I've always had a soft spot for bands who recommend 'further reading' in their sleevenotes - apart from The Manic Street Preachers, of course. Compatriots of those blustering blowhards, Jack are REAL bohemians and if you find them a little pretentious - well, off you go with your Keane albums and Celebrity Big Brother DVDs then.
Influenced as much by film and literature as music, Jack's songs reference Warhol, Nabokov, Bukowski, Cocteau, Fellini......But all this would be so much studenty name-dropping were it not backed up by their vivid lyricism and the powerful, chamber-rock sound of the music. Anthony Reynolds has also got a beautiful, richly-timbered voice: he needs it for this kind of conceit to work.
Rented rooms, afternoon drinking, recreational drugs, waiting in the housing benefit queue.....ah, the travails of the working-class intellectual - can't you see I'm trying to live a life of squalid glamour here?
With its dramatic, orhestral introduction and lovelorn, drink-addled narrator, '3 O'Clock In The Morning' is the perfect opener - "There's this all night garage and 7-11/ If you're pissed in the morning, it's like some kind of route to heaven...".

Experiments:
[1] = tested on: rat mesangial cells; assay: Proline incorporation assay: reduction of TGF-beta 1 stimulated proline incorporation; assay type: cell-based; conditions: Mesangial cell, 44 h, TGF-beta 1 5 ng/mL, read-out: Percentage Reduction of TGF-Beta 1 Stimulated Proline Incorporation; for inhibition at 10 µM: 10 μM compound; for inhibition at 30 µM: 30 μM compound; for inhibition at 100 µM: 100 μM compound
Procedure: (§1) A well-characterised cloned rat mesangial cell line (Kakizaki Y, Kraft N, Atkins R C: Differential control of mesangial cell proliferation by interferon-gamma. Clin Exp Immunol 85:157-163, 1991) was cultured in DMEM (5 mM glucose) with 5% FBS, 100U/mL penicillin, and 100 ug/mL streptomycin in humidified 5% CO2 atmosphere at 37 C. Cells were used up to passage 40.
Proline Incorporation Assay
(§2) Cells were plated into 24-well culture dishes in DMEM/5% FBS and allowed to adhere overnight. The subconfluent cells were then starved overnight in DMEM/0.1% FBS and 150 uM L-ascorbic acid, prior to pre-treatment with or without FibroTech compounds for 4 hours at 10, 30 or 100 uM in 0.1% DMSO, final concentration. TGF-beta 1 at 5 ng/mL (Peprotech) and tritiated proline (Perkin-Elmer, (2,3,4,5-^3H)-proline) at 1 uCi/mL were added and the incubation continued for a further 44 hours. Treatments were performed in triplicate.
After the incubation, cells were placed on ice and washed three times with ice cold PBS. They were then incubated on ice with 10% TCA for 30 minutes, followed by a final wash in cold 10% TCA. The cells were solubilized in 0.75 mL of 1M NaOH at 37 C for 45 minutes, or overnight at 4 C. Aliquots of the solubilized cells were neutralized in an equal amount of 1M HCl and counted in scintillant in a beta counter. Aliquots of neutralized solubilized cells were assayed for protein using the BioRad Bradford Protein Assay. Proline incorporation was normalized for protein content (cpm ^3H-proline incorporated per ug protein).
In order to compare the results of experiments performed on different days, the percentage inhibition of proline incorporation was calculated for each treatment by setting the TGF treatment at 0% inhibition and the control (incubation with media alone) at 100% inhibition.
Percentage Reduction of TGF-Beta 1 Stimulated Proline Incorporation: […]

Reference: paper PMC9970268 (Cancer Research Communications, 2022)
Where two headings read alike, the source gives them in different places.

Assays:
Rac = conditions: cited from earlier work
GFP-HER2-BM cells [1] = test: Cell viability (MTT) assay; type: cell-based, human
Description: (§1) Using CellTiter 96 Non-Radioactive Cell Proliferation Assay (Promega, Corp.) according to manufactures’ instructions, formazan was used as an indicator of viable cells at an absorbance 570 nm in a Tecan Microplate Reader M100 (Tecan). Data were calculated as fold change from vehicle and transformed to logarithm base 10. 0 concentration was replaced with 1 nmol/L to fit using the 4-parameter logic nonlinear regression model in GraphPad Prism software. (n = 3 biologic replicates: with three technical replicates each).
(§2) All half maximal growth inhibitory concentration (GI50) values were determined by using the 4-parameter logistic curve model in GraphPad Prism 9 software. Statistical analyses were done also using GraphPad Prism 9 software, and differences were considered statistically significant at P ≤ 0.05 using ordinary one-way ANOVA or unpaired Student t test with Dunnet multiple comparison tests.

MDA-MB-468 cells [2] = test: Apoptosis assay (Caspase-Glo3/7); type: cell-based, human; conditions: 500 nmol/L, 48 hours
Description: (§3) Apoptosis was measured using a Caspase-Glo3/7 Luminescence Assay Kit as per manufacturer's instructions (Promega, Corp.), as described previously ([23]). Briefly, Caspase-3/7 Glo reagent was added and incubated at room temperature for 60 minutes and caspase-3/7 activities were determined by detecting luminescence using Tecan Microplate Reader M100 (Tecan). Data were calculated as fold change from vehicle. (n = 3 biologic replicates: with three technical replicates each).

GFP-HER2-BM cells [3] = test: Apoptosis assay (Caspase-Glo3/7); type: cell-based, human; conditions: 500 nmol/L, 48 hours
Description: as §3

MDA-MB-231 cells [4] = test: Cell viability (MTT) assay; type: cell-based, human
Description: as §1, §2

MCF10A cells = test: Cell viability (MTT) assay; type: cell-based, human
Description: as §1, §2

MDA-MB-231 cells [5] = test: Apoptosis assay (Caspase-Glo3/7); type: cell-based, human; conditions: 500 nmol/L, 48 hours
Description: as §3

'Saturday's Plan' is a defiant "us against them" lovers' tale a la The Smiths 'Hand In Glove', 'Lolita Elle' is simply gorgeous - "love like ours is as doomed and stained as snow." 'Nico's Children' builds slowly up into an abrasive crescendo and 'Half-Cut, Wholly Yours' rounds things off in suitably sozzled fashion.
Less arch than The Divine Comedy, more authentic than Tindersticks, this album demands to be better known. Spread the word.